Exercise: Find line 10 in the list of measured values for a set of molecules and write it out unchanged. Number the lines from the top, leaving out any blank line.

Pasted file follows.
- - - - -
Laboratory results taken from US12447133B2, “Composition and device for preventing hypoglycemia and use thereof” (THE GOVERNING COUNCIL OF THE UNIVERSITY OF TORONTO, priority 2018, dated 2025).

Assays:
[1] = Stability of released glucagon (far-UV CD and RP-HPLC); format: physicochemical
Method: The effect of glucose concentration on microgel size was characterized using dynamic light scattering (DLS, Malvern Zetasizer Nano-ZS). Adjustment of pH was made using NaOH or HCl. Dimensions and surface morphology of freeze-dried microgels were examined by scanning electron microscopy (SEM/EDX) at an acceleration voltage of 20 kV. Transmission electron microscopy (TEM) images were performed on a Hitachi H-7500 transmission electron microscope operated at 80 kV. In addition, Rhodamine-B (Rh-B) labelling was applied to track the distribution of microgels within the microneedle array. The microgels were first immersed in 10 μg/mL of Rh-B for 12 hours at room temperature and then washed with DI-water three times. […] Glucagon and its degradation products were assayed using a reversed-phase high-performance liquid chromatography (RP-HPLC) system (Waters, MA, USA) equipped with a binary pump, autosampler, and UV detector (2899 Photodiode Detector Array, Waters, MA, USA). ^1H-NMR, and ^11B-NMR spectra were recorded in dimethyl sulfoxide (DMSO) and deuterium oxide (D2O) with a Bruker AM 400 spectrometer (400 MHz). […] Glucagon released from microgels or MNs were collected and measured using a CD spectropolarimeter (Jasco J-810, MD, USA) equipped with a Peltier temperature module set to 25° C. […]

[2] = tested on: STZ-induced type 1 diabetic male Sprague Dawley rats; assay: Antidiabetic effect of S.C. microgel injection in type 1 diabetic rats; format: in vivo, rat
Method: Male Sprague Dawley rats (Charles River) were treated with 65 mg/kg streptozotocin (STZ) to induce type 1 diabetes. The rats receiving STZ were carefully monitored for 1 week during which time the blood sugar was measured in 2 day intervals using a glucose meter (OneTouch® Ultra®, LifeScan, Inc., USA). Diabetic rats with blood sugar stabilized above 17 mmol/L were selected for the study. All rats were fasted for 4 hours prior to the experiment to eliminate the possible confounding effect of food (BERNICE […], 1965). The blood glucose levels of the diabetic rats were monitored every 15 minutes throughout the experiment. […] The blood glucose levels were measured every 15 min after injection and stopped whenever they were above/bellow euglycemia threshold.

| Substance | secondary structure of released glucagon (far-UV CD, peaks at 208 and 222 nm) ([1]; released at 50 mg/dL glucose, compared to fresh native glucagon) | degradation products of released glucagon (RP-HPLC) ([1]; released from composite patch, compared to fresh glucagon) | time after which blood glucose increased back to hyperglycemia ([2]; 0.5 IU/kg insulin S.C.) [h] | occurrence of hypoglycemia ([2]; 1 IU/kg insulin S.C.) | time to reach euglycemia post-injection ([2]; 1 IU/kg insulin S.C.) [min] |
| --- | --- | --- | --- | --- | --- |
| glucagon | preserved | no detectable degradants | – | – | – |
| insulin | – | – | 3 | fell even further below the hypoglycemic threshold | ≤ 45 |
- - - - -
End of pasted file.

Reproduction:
| insulin | – | – | 3 | fell even further below the hypoglycemic threshold | ≤ 45 |